These qualities are abundant his operas, which transcend stereotypes of static opera seria through their descriptive orchestral writing, their lyrical airs, and a style of recitative that follows the natural flow and music of the French language, without devolving into dry recitation.
Rameau was 50 when his first opéra tragique (tragic opera), Hippolyte et Aricie, debuted on the stage of the Académie Royale de Musique in 1733. With this work, Rameau was treading on familiar operatic ground, but many in the audience were baffled by Rameau’s daring realization of opéra tragique, a genre established by the still-beloved Lully (1632-1687). Les Indes galantes (1735) belongs to a different operatic genre, the opéra-ballet, which featured independent—but loosely connected—plots separated into several entrées. As the genre’s name suggests, dance played an important part in the opéra-ballet, and Les Indes galantes is no exception; each entrée closes with a divertissement, a collection of dance movements and dance songs that tie into the plot of the entrée.
At its premiere in 1735, Les Indes galantes consisted of a prologue and three entrées: “Le Turc généreux” (The Generous Turk), “Les Incas du Pérou” (The Incas of Peru), and “Les Fleurs” (The Flowers); soon after the premiere, Rameau added a fourth entrée, “Les Sauvages” (The Savages). Each entrée is set in a different exotic location—Turkey, Peru, Persia, and America. The librettist, Louis Fuzelier, indicated the sources of inspiration for these locales in his published preface to the libretto: The plot of “Le Turc généreux” was inspired by a news report in the journal Mercure de France, while both “Les Incas du Pérou” and “Les Fleurs” reflect popular contemporary travel literature. The source of the setting of “Les Sauvages” is a 1725 visit to Paris by two native Americans from France’s new colony in Louisiana; Rameau’s set of harpsichord pieces entitled Les Sauvages were inspired by the dances performed by the two visitors, and served as the basis for the divertissement of the final entrée of Les Indes galantes. The entrées are strung loosely together by a common thread introduced in the Prologue, in which the Hébé, the goddess of youth, laments the seduction of idle youths by Bellone, the goddess of war, who promises them glory in battle. Hébé calls on Cupid to send his winged followers throughout the world to search for true love.
The musical performances in this production are superb—everything that one can expect from Les Arts Florissants and its director, William Christie. The soloists all have clear, agile voices, and are accomplished actors. In particular, the air “Viens, hymen, viens m’unir au vainqueur que j’adore” (Come, Hymen, to unite me with the conqueror whom I love) in “Les Incas du Pérou” and the quartet “Tendre amour, que pour nous ta chaîne” (Tender love, may you enchain us) are meltingly lovely.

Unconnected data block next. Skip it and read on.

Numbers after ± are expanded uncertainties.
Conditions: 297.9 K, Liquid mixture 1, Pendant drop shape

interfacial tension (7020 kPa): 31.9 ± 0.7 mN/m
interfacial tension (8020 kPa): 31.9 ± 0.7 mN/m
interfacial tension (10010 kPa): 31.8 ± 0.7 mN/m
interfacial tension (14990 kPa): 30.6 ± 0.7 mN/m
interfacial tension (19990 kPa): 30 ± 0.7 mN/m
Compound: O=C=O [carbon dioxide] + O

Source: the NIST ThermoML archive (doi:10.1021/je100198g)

On the other hand, the staging by Andrei Serban is uneven. Certainly the genre of opéra-ballet is lighter than opéra tragique, but the director seems determined to find humor everywhere, from a “goddess” of war in drag, to a slinky Indian maiden singing of the “innocence” of love. To my mind, only the mistaken identity in the plot of the Persian entrée (“Les Fleurs”) is clearly humorous, as it foreshadows comic theatrical devices that came to fruition in Mozart’s Cosi fan tutte. The director’s stated goal was to provide an imaginative feast for the eyes, but the quest for visual brilliance and comedy often threatens to descend into meaningless antics. Serban does not seem comfortable with letting the music carry the action; a number of gentle airs are overshadowed by stage business that seems to have no purpose, from a simple procession of people in the background, to a recurring acrobatic act that culminates in the pair dangling from the fly space à la Cirque du Soliel. The use of supernumeraries in large head-masks was probably meant to be whimsical, but to me the human minarets populating “Le turc généreux,” the dancers wearing huge flower pots in “Les Fleurs,” and the life-size Hopi Kachina dolls cavorting in “Les Sauvages” were just silly.
Because of the large amount of music for dance in the opéra-ballet, the choreographer plays an important role in the staging, but Blanca Li is as inconsistent as the director. In the prologue, the dancers’ steps are clearly based on authentic Baroque dance, but the choreographer has inserted odd body and arm positions that come straight out of modern classical dance. Although most of the dance seems in the style of Martha Graham, we see sailors executing moves from On the Town in “Le turc généroux” and flower pots dancing the Charleston and the “Swim” in “Les Fleurs.” On the whole, the director does not seem to give Rameau enough credit to be able to hold the audience through the music, but feels compelled to keep his audience visually entertained instead.
Editor, Journal of Musicological Research
University of Northern Colorado